Bias in Amazon Forecast
Updated: May 2, 2019
How biased is Amazon’s forecast?
As most people know, Amazon provides first party sales a weekly forecast of expected ordered and shipped units. Most Vendor Central users also know that Amazon’s forecast trends more than a little to the optimistic side. How bad is this bias? Does it actually effect you in any way? We took a quick look at the level of bias in the Amazon forecast and how that effects Amazon’s ordering behavior.
We saw a 15% inflation at 1 week out
In one case, for a specific customer in a specific industry (that I am not disclosing), we observed a greater than 15% error a week out when looking over the average error in the last 4 weeks. This was the average error for more than 100 products. The total bias was always that Amazon was going to sell more than they did. For example, if Amazon forecasts they will sell 5000 of your products next week, more than likely they will sell less than 4250. This specific case may not represent all of Amazon’s forecast but should give vendors and sellers pause. Does this match other peoples’ experiences with their Amazon forecast?
How do we think Amazon’s forecast works
Our understanding of Amazon’s forecast is that they use glance views as a forward-looking driver of interest in a given ASIN. They then convert product interest into sales by a conversion rate and have some discount for expected buy box win percentage. Our speculation is that there is a category-based model with seasonality that predicts glance views into the future. The exact model used is probably very different by category.
Other forecasting issues with Amazon
The most frequent complaints we have heard regarding Amazon’s forecast are that it doesn’t change when prices change and that it doesn’t properly account for products going Out of Stock (OOS). The changing price correction is a really hard problem to solve as you need to understand the price elasticity of the ASIN. The problem if you don’t account for it at all is when ASINs fall in price by 50% your previous forecast assumptions go out the window and you end up in an OOS situation. Similarly, if the price goes up by 50% the product doesn’t move, and Amazon doesn’t reorder from you. Not accounting for OOS in ASIN history is where Amazon’s forecasting predicts a dip in future sales based off a past time period where you had an extended OOS ASIN. I believe this is a more historic problem than a current one with Amazon, but that could be a correction in the category models I have been following as opposed to a general fix.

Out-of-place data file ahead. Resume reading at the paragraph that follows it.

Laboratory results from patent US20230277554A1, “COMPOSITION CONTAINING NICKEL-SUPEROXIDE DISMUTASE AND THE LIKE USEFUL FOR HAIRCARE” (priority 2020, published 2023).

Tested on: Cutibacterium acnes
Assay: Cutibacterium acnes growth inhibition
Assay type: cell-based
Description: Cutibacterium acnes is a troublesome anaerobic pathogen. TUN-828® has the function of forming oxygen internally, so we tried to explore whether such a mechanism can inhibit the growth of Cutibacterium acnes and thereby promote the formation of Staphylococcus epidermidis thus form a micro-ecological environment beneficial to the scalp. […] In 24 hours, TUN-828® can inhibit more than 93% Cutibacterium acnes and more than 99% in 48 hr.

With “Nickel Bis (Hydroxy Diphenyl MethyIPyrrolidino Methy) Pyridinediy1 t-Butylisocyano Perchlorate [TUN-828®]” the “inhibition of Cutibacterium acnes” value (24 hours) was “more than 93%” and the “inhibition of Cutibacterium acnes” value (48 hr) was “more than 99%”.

What this means for Vendors
Ultimately, the sell-out forecast drives the orders Amazon makes with vendors. If they can’t forecast (or communicate the forecast) properly this causes bullwhip effect problems in the supply chain. Biasing a forecast causes the vendors pain in that Amazon frequently over orders and then waits too long to order again, resulting in a cycle of in stock and out of stock products. Not accounting for price and OOS problems further exacerbates the issue by not reacting ideally to changes. There is not much vendors can do about Amazon over ordering, however they can keep their own sell-out forecasts and better predict when and how much resupply Amazon will need to minimize OOS which leads to more sales and profit.